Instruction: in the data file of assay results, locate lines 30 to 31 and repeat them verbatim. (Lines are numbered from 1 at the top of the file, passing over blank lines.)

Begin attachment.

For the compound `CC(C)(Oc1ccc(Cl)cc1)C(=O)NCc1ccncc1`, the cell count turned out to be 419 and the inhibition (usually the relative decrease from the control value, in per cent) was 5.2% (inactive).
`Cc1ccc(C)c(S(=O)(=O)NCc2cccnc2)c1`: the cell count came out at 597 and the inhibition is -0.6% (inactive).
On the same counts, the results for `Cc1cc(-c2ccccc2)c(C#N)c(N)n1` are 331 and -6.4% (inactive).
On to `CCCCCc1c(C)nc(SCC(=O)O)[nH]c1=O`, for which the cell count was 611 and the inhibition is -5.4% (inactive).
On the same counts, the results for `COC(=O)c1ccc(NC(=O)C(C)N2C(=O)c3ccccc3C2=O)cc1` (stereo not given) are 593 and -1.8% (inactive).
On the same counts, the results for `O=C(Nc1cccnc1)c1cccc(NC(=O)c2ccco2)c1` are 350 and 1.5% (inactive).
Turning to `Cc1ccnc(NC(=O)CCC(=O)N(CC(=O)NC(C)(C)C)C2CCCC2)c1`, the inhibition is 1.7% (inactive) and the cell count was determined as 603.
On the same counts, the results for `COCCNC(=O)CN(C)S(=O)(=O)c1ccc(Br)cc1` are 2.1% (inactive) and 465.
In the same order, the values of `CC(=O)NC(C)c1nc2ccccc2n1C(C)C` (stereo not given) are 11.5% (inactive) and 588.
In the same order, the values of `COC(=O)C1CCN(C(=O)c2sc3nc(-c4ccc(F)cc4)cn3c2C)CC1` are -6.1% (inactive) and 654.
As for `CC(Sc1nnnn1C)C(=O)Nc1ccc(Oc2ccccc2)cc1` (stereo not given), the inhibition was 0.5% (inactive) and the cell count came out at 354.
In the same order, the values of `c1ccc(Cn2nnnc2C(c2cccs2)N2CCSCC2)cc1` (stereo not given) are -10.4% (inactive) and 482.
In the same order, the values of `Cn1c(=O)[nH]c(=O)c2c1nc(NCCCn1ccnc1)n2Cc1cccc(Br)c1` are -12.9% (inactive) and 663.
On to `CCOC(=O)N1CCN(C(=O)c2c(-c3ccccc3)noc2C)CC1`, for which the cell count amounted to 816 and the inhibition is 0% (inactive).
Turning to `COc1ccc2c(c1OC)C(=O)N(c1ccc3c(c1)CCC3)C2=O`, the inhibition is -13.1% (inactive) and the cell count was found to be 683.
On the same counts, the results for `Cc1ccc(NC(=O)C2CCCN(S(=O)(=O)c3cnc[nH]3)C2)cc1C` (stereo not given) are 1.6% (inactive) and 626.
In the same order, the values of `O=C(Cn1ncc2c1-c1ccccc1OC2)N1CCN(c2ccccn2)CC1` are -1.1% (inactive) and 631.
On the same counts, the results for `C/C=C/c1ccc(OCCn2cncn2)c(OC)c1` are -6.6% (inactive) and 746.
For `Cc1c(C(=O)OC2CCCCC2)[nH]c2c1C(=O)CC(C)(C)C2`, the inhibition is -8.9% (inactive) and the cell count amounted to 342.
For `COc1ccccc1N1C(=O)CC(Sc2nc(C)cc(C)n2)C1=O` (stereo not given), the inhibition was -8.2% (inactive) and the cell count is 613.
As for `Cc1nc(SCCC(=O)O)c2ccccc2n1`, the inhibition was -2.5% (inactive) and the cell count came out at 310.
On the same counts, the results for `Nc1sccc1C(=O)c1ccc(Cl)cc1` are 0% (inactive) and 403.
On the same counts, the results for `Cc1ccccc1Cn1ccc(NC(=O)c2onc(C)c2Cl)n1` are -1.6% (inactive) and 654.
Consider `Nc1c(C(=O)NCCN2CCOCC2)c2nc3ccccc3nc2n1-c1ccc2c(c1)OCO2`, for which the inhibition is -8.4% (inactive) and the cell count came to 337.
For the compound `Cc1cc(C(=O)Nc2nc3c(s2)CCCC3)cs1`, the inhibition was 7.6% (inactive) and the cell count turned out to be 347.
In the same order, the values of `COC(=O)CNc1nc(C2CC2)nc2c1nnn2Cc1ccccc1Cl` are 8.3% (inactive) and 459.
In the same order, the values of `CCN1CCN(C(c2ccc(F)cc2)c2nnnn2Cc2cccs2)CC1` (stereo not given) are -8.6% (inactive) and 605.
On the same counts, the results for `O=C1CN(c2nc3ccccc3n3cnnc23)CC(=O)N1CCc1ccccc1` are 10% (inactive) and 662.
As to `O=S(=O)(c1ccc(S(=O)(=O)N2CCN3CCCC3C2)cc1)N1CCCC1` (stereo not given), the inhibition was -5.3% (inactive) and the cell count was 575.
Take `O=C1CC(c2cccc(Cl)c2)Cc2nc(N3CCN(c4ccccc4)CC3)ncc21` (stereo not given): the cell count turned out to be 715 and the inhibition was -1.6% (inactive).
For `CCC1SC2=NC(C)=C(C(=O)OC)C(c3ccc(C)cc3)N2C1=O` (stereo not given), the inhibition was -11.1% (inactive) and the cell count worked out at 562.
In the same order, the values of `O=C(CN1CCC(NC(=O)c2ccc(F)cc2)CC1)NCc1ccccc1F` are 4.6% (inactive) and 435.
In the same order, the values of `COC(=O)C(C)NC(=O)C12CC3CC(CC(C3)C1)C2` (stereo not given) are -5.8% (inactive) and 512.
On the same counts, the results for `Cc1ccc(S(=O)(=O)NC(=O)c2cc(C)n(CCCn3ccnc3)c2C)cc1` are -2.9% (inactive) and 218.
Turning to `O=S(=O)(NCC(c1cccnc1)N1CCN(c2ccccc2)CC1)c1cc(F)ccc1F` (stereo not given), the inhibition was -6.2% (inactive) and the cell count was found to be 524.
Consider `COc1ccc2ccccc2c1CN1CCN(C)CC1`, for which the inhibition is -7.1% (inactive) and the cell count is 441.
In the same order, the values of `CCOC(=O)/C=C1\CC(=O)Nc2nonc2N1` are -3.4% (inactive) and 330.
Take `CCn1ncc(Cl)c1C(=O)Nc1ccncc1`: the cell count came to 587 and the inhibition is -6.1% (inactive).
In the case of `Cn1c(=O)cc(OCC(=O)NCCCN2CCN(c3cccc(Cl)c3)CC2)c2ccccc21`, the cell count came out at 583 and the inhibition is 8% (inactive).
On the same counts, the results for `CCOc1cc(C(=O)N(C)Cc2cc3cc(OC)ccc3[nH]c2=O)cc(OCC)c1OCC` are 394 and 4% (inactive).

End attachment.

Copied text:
Take `O=C1CC(c2cccc(Cl)c2)Cc2nc(N3CCN(c4ccccc4)CC3)ncc21` (stereo not given): the cell count turned out to be 715 and the inhibition was -1.6% (inactive).
For `CCC1SC2=NC(C)=C(C(=O)OC)C(c3ccc(C)cc3)N2C1=O` (stereo not given), the inhibition was -11.1% (inactive) and the cell count worked out at 562.